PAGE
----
Thursday, April 02, 2020

Judge Milton Hirsch on "emergencies"

This order has it all: a Judge Edward Davis story, Shakespeare, and a dose of reality during the virus.


Anonymous said...

I like judge Hirsch, but the thought of somebody selling away the property of an estate and taking the proceeds could certainly be an emergency. 15k is a ton to some people...and if the person receiving it is judgment proof (ie they will spend it asap and leave the beneficiaries with squat), the beneficiaries have a right to expect haste to stop it, or protect the estate before the scumbag who is trying to circumvent probate court buys an ounce of meth and heads to South Beach to party it up.

Imagine a cop saying, no, the guys stealing from your house right this instant do not present an emergency, call the station....and then....berating you.

There really is no need to attack the reputation of a lawyer for vigorously trying to protect her client (and take 3 pages to do so), when the supposed complaint from the bench is that she is trying to skip to the front of the line to get her issue heard.

Come on...just deny it and move on.

Anonymous said...

David, was that law clerk you??? Brett Barfield? Or maybe Judge Altonaga?

Anonymous said...

Hirsch needn't have dragged "The Bard" into it, he could have just written:

LOL 15k is no emergency u r poor LOL, enjoy unemployment, maybe u can sue some1 l8ter

Anonymous said...


Its not so much that you're wrong. $15k can be a fortune to some. And a judgement proof defendant in this situation might be able to leave you without a remedy. But orders like this are necessary.

Civil practitioners have become almost hysterical in their unfounded belief in the "emergency" of their causes. Money is not an emergency; at least not in the context of the practice of law where lives and freedom are at stake. When we deal in money, especially in business, there is inherent risk. This case wasn't business, I know, but the loss of a dead man's car still isn't an emergency - he doesn't need it and it wasn't yours to begin with. Money comes and money goes. If your debts exceed your income, declare bankruptcy, wipe the slate clean, and start over. Tomorrow is always another day to try and make more money.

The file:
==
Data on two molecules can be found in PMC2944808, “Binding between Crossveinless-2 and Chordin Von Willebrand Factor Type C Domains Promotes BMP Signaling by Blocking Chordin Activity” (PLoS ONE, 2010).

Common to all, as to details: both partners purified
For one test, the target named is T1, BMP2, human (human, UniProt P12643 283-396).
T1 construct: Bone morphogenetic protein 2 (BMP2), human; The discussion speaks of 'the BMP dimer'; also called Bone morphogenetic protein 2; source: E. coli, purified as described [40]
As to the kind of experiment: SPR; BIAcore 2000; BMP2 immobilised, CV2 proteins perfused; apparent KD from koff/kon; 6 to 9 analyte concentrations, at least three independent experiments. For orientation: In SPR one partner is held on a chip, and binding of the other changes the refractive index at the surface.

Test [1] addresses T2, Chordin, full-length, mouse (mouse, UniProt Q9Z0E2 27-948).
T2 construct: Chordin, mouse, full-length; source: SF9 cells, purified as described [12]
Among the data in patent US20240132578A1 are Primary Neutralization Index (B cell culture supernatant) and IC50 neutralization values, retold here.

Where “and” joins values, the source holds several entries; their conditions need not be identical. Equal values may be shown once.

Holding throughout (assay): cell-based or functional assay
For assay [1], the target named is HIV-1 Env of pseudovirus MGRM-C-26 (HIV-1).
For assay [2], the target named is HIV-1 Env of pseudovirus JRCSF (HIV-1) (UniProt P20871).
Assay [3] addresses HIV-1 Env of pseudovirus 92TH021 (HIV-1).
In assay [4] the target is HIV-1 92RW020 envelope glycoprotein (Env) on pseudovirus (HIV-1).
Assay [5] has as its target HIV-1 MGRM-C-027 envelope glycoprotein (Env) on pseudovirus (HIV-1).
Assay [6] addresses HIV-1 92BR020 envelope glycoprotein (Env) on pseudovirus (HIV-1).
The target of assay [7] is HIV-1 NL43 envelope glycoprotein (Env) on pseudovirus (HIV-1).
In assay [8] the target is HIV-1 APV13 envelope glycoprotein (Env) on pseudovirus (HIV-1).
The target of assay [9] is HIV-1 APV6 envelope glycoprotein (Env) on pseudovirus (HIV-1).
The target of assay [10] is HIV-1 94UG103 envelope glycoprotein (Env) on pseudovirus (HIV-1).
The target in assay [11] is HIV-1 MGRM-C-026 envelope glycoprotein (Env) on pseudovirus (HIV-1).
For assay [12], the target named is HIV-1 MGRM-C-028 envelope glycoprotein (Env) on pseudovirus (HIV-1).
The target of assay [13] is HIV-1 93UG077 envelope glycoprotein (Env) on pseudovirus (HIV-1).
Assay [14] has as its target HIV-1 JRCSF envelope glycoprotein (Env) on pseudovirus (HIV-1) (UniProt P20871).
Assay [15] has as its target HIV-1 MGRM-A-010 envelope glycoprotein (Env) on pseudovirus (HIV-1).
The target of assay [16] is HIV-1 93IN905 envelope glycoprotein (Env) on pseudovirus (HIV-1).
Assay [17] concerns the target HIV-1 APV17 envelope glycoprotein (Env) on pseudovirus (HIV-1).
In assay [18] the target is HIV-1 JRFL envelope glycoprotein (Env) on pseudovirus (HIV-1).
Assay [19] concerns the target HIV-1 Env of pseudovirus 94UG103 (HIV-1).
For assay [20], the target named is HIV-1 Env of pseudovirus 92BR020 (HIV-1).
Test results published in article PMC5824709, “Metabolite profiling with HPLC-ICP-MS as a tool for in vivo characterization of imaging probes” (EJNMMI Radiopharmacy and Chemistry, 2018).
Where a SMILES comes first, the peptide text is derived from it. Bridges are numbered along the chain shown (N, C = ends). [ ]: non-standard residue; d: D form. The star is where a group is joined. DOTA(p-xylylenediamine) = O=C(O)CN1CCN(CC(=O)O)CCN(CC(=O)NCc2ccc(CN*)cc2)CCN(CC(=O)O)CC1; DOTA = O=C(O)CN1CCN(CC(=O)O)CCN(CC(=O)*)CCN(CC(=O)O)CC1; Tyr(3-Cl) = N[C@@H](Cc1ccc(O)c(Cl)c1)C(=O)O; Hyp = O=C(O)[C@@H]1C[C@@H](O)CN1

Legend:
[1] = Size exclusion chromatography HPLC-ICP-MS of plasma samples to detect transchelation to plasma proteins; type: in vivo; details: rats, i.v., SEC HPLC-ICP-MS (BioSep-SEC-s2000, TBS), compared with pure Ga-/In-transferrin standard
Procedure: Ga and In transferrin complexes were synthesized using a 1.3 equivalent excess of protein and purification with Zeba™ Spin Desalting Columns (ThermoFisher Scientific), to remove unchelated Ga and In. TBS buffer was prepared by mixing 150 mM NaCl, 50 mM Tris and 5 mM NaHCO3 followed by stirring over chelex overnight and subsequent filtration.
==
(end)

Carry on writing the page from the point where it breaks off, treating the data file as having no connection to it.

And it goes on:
The practice of law, especially in civil law, is cheap and more and more orders like this should be issued. Lawyers should think long and hard about using the word "emergency," and frankly about speaking at all. There should be consequences - real consequences like fines and suspensions - when civil lawyers exaggerate, stretch the truth, misrepresent facts and law, make mountains out of molehills, and/or fail to be courteous and professional (all of which are daily occurrences in civil court). And this sort of thing should be policed aggressively by the courts and the Bar.

Its nice to see that some good is coming of coronavirus. I've seen more and more orders like this smacking foolish civil lawyers around. Did you see the trademarks and copyrights order on unicorns? Excellent work. Get a grip people.

Anonymous said...

According to Webster's, "emergency" was first used circa 1631, more than a decade after Shakespeare's death. Just sayin'

Anonymous said...

In other news, David Lat is all better.

Anonymous said...

Very tried of these grandstanding judges. Get over yourselves. You're not that smart or funny.